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The Last Fight Of Your Life

  • Sgt M
  • 01/07/2018 04:28 PM
  • 493 views
You don't see a whole lot of games with time limits nowadays, especially with RPGs. The idea of fighting the clock in a turn-based RPG has you thinking fast and acting faster, and when you're literally fighting for your life in Rxcovery by LOVEgames, you'll want to make sure every second counts (in theory!)



Ezo, a rabbit-like humanoid, finds himself waking up in a hospital with only 30 minutes to live, as his insurance will only afford him life support for that long unless he can gather a large sum of money before his time is up. Doing so involves exploring the large hospital, fighting monsters, and picking up loot along the way.

In some ways, Rxcovery feels like it has many of the trappings of a pixel horror game, between its cute character designs and little details like battles being represented by shambling nurses that chase you through hallways is a fashion not unlike Resident Evil. The audio throughout the hospital is also very tense, and adds perfectly to the high-speed urgency that the game is shooting for. But Rxcovery isn't really about scares and horrors, and is much more focused on combat. Its very commendable that the game isn't afraid to use RPG Maker's battle system as part of its narrative, which isn't a common thing to see in games in this general style.

Characters progress in a way similar to that seen in the SaGa games, where using a specific type of weapon or ability will increase their stats accordingly. Using a sword will increase Attack, and using a gun will increase Agility. My party seemed to advance their stats very quickly and, before long, I was wiping the floor with enemies that nearly one-shot my characters at the game's start.

To be honest, gameplay balance seems to be the biggest issue with Rxcovery. The actual difficulty of any given fight is a crapshoot at best, and the difficulty range of enemies you can encounter in an area is massive. In addition to the helpless mooks I could whale on for easy stat gains, I could also find myself in encounters with monsters that could destroy my party on the first turn, and this isn't including the special encounters that will always kill you if you don't run away. Thankfully, I never had a problem escaping combat, so if I found myself in a fight with something ridiculously strong I could always flee.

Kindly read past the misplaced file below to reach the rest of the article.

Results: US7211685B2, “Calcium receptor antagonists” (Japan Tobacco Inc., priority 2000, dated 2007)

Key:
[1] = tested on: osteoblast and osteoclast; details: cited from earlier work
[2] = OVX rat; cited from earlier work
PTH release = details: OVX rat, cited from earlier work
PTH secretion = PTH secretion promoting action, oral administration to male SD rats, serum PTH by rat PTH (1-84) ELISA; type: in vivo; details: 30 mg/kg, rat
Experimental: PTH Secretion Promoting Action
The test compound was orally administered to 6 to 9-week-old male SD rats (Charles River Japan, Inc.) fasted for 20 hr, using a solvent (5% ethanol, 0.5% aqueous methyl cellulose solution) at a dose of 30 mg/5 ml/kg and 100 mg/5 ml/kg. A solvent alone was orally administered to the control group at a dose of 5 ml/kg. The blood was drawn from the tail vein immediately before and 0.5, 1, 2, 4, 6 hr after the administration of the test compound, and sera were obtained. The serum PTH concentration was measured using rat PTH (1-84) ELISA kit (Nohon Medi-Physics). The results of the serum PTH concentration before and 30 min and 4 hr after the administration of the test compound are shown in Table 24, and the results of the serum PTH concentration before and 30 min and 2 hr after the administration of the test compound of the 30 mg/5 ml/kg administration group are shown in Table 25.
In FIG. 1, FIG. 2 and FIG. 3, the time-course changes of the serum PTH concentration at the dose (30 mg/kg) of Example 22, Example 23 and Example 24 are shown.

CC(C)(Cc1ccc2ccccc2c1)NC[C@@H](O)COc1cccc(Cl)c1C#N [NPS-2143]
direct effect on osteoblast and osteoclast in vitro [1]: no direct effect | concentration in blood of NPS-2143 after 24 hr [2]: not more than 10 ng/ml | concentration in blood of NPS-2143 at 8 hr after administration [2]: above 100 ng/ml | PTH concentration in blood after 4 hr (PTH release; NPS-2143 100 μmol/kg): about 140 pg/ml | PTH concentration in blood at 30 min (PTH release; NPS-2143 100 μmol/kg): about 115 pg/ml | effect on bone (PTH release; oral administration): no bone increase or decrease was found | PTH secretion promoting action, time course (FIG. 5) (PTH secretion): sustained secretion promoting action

Boss battles also seemed to boil down to just using my (very, very strong) limit breaks as quickly as possible before getting creamed, which is unfortunate because many of the boss fights had special dialogue that added to the game's mysterious story. Yet with any boss after the first, it was too risky to let the fights play out as intended.

Balance issues aside, the battles are quick, fun, and feature some charming animations and monster sprite work. A lot of love was put into the game's character and monster designs, especially the bosses, which have a very nightmarish design to them. And it's all bought together with some of the catchiest battle themes I've heard in a while.

Everything plays out as your 30 minute timer continues to count down. This includes time spent in menus and battle, so equipping your party usually has to be done on the fly. There are a multitude of skills and equipment to choose from, but most of them don't really do much besides dealing damage, and with stat growth advancing as quickly as it does, the best thing to do was just hit Optimize and not really think about it. Once your 30 minutes are up, you can start a New Game+ and carry over some of your progress to the next cycle. All this really meant was that I had to go recruit the characters I wanted again and picked up where I left off, so the timer's actual urgency is somewhat mitigated by this. By my second cycle, I stopped worrying about the timer entirely.

Rxcovery is a game that has the right idea, and it's one of the more unique combat-focused RPG Maker games I've played in quite some time. With a good round of rebalancing and a bit of polish, this could be something special.